New York Post

Pitiful Pampered Profs

The rich get richer — and teach your children

- Robert Cherry is Stern Professor of economics at Brooklyn College and CUNY Graduate Center. ROBERT CHERRY

THE rich get richer — but they aren’t who you think.

If the “system” is rigged for anybody, it isn’t only the top 1 percent but the rest of the top 20 percent.

And my colleagues at the City University of New York, where I teach, are the perfect example of a hypocritic­al overclass reaping ever more of the pie.

Full-time professors here relatively quickly attain six-figure salaries. Many are married to other profession­als, so the vast majority live in households with incomes that place them in the top quintile. Then there are the generous health and pension benefits.

Many of my colleagues actively supported Bernie Sanders and his attack on the “top 1 percent.” However, as Richard Reeves noted recently in The New York Times, the “top fifth has seen a $4 trillion-plus increase in pretax income since 1979, compared to just over $3 trillion for everyone else. Some of those gains went to the top 1 percent. But most went to the 19 percent just beneath them.”

This focus on the top 1 percent not only enables the profession­al class to divert focus away from their disproport­ionate gains, it also enables them to convince themselves they’re somehow in the same economic boat as ordinary Americans.

For example, my union has condemned the eliminatio­n of state and local tax (SALT) deductions in the just-passed tax reform as an at- tack on the middle class. It ignored the fact that, according to the Congressio­nal Budget Office, 80 percent of the SALT tax benefits go to the top quintile of earners; just 5 percent goes to the lowest three quintiles.

Worse, they have enough economic and political clout to get their faux grievances appeased. Again, look to my comrades. In recent years, CUNY has increased the funding for one-year sabbatical­s from 50 percent to 80 percent of each participan­t’s full salary; given new faculty 24 credits of re- leased time during their probationa­ry period; and increased the amount of credit for teaching large classes. As a result, virtually all full-time CUNY senior college faculty teach no more than two days each week.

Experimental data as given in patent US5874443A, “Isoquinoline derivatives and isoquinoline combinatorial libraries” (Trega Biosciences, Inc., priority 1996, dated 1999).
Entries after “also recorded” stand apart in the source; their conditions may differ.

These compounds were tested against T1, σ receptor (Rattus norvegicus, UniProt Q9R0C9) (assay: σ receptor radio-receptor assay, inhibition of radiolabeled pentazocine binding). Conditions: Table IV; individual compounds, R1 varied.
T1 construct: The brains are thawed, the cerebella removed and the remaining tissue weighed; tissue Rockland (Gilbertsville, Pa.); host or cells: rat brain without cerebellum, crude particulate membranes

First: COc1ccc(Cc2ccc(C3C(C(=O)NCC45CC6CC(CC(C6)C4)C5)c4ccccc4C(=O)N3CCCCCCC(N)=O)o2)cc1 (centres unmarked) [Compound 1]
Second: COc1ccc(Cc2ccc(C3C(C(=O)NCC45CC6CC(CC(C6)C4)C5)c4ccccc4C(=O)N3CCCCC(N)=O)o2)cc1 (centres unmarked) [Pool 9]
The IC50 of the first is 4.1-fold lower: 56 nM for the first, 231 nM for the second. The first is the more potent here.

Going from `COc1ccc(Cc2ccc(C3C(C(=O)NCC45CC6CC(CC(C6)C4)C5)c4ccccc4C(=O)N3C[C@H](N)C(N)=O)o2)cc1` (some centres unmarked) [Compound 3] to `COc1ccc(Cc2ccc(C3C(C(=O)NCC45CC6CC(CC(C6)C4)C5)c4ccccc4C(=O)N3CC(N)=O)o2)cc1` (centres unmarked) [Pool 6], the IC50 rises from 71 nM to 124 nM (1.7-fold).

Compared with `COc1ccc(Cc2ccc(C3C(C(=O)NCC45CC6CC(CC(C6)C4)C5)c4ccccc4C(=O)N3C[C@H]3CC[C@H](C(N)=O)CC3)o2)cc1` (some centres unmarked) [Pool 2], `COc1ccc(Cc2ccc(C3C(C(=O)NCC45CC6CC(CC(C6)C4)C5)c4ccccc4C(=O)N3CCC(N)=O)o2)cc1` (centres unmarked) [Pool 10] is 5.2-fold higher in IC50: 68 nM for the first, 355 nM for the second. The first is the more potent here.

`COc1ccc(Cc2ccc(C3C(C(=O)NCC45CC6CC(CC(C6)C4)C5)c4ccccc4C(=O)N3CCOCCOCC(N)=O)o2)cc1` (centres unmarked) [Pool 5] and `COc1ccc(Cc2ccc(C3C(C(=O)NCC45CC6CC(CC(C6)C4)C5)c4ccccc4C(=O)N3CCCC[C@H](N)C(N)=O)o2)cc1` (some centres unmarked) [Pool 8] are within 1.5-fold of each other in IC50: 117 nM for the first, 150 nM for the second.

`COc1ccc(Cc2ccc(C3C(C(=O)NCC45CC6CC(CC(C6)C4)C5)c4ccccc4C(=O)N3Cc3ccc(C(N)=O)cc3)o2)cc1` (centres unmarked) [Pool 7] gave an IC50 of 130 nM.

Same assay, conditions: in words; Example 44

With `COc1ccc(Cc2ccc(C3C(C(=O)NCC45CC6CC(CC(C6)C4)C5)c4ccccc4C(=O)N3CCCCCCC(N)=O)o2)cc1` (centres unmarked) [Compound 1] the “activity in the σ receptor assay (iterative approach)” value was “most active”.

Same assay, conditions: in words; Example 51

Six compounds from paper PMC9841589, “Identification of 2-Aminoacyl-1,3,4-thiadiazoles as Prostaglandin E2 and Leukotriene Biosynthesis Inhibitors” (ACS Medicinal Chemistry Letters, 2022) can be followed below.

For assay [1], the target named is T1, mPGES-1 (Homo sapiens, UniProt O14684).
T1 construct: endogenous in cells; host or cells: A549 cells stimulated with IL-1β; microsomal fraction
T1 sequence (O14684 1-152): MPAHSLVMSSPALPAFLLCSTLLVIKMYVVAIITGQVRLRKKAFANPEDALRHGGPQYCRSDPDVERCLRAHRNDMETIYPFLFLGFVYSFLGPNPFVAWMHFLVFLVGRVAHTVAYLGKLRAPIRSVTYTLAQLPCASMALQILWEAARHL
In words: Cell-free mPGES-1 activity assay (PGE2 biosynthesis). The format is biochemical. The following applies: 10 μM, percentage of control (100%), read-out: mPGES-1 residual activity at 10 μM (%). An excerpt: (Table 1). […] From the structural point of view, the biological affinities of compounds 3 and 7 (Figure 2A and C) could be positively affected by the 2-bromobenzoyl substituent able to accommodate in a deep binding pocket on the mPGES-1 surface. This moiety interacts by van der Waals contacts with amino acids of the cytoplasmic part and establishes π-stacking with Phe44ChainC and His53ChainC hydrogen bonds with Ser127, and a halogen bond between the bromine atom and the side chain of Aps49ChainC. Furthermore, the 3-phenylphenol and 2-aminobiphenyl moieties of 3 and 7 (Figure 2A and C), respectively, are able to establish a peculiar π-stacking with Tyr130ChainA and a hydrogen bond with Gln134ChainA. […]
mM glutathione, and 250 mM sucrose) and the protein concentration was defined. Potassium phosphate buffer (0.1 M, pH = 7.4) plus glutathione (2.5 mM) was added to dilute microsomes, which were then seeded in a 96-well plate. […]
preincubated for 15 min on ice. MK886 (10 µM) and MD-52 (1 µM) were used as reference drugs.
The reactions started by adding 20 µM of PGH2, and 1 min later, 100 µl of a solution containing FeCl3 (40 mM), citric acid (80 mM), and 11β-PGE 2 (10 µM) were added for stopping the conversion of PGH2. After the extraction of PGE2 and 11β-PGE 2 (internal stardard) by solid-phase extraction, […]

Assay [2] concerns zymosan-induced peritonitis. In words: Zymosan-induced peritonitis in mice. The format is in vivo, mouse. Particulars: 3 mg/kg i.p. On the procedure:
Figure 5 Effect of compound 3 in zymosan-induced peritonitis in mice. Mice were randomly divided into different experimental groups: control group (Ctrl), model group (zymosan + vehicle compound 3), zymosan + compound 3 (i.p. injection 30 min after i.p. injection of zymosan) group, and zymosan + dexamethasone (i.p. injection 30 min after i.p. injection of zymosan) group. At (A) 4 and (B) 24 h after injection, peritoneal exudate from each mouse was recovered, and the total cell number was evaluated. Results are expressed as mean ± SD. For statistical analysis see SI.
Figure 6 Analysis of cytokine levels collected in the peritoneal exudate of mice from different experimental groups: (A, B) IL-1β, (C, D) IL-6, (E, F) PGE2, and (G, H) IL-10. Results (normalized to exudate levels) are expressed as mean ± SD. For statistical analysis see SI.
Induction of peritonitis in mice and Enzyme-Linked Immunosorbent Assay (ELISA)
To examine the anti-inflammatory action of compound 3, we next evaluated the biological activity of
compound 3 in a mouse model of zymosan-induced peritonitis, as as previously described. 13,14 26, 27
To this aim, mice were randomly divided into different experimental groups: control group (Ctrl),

And the CUNY administra­tion just agreed to reduce annual faculty teaching loads throughout the system by three credits. For those at the 11 senior colleges, that’s a 15 percent reduction. CUNY administra­tors rationaliz­ed this substantia­l benefit by claiming it would further the school’s ability to service students with high-quality faculty. Provost Vita Rabinowitz pointed to the “additional time faculty will now spend meeting and advising students, as well as on their research and scholarshi­p.”

Yet there’s no indication CUNY is pushing its faculty to spend more time guiding the students. Indeed, the trend has been for them to spend less time engaged with students.

Increasing­ly, professors are reducing their classroom contact with students by teaching more courses online and offering socalled hybrid courses — where anywhere from one-third to twothirds of the class is taught in person. This has enabled many professors to teach their full load without being at the college more than one day a week.

There was nothing in the just-approved teaching-load reduction that would curtail this ongoing reduction in classroom contact hours.

If the CUNY administra­tion was serious about increasing faculty research and student engagement, it could have targeted reduced teaching loads. CUNY could have expanded its program that awards reduced teaching and increased funding to faculty based on their research proposals. Or it could’ve given such benefits to faculty who agree to increase advising and mentoring students.

Instead, by providing the reduced teaching loads to all faculty without changing their research or student-engagement requiremen­ts, it simply has given more privileges to the privileged.

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